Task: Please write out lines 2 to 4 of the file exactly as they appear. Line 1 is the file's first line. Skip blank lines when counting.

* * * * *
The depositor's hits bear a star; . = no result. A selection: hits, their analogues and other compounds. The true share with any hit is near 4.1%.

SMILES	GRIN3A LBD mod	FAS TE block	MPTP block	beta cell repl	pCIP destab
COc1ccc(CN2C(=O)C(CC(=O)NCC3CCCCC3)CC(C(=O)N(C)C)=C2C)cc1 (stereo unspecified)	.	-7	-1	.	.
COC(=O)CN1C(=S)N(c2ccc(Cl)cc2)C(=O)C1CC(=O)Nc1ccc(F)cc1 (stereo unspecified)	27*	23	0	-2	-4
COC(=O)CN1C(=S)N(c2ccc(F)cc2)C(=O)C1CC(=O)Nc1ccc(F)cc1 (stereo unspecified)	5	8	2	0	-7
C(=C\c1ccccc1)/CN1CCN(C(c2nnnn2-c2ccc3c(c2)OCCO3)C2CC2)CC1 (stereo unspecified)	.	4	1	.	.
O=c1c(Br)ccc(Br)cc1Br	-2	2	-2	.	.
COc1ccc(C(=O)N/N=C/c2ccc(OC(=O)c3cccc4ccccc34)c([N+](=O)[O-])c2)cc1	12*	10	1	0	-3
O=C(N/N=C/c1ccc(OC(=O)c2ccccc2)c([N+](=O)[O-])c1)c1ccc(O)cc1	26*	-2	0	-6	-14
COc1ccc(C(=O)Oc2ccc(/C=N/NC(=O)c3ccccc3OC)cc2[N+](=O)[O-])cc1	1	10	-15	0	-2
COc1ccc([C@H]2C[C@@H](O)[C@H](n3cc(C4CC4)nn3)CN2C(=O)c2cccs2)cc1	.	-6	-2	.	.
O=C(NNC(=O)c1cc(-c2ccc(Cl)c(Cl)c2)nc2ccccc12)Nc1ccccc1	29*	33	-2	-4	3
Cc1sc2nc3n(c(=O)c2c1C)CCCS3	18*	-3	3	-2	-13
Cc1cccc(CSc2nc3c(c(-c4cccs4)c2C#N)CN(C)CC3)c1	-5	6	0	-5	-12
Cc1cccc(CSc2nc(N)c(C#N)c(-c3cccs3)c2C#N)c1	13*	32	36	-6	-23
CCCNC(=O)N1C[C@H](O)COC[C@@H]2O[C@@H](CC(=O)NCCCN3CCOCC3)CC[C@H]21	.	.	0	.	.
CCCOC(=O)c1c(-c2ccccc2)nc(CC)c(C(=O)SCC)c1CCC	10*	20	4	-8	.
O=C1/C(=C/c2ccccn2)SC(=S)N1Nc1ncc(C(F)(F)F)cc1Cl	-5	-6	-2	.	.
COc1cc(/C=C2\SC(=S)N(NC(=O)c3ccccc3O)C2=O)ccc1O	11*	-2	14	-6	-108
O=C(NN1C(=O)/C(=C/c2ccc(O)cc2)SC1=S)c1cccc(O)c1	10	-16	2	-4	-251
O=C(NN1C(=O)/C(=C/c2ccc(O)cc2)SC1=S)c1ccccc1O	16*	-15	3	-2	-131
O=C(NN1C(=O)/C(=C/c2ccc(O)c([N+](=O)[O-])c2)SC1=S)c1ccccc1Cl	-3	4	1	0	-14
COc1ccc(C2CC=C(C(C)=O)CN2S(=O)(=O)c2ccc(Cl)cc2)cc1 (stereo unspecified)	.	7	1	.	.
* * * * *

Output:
SMILES	GRIN3A LBD mod	FAS TE block	MPTP block	beta cell repl	pCIP destab
COc1ccc(CN2C(=O)C(CC(=O)NCC3CCCCC3)CC(C(=O)N(C)C)=C2C)cc1 (stereo unspecified)	.	-7	-1	.	.
COC(=O)CN1C(=S)N(c2ccc(Cl)cc2)C(=O)C1CC(=O)Nc1ccc(F)cc1 (stereo unspecified)	27*	23	0	-2	-4